By Kritika Sharma
The Modi government has lost the farmer vote as it has done little for the agriculture sector, the Bhartiya Kisan Union (BKU) leader Naresh Singh Tikait, who is leading the farmer protests that have reached the national capital, told ThePrint.
“This government has done nothing for farmers and we are going to reject them. They have lost our vote in the next elections. We are a strong community of over 4 lakh people and we have decided to not vote for Modi,” Tikait said.
“When Modi came to power he made many promises to farmers but four years later, what has happened to all those promises? The farmer is on the streets fighting for his basic rights,” he said.
The farmer leader also took exception to the administration’s decision to stop their march at the Delhi-Uttar Pradesh border. The Delhi Police has issued prohibitory orders in east and northeast Delhi, in view of the march. On Tuesday, police used water cannons to disperse the farmers when they forcefully tried to enter the capital.
“On an occasion such as Gandhi Jayanti, when the international media and dignitaries come to Delhi, we also wanted to reach Delhi to pay our respects to Mahatma Gandhi,” said Tikait, whose father, BKU founder Mahendra Singh Tikait, brought the national capital to standstill for a week, 30 years ago, forcing the Rajiv Gandhi government to accept all their demands.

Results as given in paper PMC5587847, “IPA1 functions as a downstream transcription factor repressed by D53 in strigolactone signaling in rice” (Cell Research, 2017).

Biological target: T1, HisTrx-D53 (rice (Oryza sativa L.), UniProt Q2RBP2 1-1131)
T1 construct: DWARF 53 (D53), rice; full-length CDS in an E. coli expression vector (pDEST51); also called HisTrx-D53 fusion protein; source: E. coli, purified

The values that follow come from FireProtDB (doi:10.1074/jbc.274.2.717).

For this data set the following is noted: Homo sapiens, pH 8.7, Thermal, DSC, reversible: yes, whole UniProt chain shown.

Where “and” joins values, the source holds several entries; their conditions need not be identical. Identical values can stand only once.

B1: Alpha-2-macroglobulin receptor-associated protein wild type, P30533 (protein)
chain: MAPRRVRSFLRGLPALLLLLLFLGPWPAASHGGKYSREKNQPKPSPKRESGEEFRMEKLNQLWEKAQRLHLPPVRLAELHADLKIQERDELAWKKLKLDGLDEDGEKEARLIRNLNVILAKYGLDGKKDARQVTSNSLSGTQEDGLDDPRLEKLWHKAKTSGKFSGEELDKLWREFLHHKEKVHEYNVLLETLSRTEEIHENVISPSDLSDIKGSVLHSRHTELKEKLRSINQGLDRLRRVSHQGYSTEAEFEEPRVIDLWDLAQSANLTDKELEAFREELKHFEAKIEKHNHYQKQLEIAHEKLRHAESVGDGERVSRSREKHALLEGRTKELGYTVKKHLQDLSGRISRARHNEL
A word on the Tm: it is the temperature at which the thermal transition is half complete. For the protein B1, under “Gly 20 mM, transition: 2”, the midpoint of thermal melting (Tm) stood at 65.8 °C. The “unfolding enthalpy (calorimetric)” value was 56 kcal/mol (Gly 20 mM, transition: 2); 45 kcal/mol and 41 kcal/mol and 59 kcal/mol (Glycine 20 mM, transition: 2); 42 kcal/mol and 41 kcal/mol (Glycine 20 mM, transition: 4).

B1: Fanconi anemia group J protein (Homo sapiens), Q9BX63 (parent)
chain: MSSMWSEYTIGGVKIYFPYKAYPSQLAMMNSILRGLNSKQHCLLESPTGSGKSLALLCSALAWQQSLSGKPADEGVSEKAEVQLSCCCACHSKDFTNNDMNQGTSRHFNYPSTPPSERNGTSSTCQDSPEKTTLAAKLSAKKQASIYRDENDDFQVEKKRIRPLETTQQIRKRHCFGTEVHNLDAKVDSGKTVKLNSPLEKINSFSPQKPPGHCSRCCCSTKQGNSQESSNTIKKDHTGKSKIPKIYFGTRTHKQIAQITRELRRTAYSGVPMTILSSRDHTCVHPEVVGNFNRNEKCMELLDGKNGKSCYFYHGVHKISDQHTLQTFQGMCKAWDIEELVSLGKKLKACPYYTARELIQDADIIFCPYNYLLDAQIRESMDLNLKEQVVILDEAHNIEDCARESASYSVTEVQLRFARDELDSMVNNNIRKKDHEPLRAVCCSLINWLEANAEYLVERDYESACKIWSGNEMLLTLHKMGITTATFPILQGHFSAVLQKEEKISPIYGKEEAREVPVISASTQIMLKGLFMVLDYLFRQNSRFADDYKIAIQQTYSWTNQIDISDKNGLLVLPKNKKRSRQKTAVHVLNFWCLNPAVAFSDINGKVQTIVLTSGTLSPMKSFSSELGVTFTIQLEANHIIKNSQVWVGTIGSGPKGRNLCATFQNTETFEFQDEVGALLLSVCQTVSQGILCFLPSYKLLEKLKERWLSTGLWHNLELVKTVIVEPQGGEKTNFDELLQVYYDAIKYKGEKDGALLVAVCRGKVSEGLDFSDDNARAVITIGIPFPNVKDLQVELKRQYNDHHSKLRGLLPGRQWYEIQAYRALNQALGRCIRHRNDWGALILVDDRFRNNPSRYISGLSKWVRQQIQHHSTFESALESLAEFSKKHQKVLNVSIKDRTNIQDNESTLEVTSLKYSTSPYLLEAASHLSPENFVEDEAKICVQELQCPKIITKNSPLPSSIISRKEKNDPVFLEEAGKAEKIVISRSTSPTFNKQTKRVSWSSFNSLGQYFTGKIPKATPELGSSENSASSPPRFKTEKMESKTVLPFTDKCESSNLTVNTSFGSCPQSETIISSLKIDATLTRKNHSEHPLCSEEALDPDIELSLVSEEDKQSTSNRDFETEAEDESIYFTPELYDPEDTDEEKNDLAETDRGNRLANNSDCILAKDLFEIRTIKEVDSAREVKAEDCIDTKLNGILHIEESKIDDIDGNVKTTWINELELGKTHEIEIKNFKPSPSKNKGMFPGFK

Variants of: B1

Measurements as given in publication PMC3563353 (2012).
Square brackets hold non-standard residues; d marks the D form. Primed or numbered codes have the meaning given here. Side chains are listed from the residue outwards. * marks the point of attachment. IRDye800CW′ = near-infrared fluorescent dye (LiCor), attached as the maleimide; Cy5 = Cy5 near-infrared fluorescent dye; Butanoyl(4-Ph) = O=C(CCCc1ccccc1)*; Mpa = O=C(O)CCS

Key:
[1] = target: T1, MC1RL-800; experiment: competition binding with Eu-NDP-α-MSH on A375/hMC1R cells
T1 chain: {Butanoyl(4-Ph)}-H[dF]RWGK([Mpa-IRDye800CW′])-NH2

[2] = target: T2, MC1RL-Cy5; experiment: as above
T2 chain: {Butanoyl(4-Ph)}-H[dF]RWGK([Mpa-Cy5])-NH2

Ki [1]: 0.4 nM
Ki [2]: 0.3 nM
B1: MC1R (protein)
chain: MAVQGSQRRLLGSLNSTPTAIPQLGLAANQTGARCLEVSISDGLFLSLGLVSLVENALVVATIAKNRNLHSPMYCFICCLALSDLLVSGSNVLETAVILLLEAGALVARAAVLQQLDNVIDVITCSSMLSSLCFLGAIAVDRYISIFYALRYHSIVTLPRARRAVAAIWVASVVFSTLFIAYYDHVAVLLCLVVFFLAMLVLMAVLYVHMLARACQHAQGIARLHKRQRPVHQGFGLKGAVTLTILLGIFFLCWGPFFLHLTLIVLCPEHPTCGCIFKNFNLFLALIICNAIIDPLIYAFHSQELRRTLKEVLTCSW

“We want to follow the path of peace shown by Gandhi but the authorities are not letting us do it. If we are forced to sit on the borders of Delhi, we will sit in silent protest,” said Tikait. “The world will also see how farmers in India are treated.”
A 10-day march
The farmers, associated with the BKU, began their march from Haridwar on 23 September. They descended on the national capital late Monday, and have been stopped at the Delhi-UP border.
The farmers, from the northern states of Haryana, Uttar Pradesh, Uttarakhand and Punjab, are demanding better crop prices, farm loan waivers and a cut in electricity and fuel costs among others.
The march has brought traffic to a halt along the national highway leading to Delhi.
The borders were sealed Tuesday morning, with heavy police deployment on roads that connect NCR to Delhi.
“We are not armed with any weapons or armour. We are not here to attack someone. There is no reason for police to use force against us,” said Lokesh Sirohi, a farmer from Hastinapur. “All we want is to go to Kisan Ghat and pay our respects to our leader Chaudhary Charan Singh”.
[First published on ThePrint by Kritika Sharma]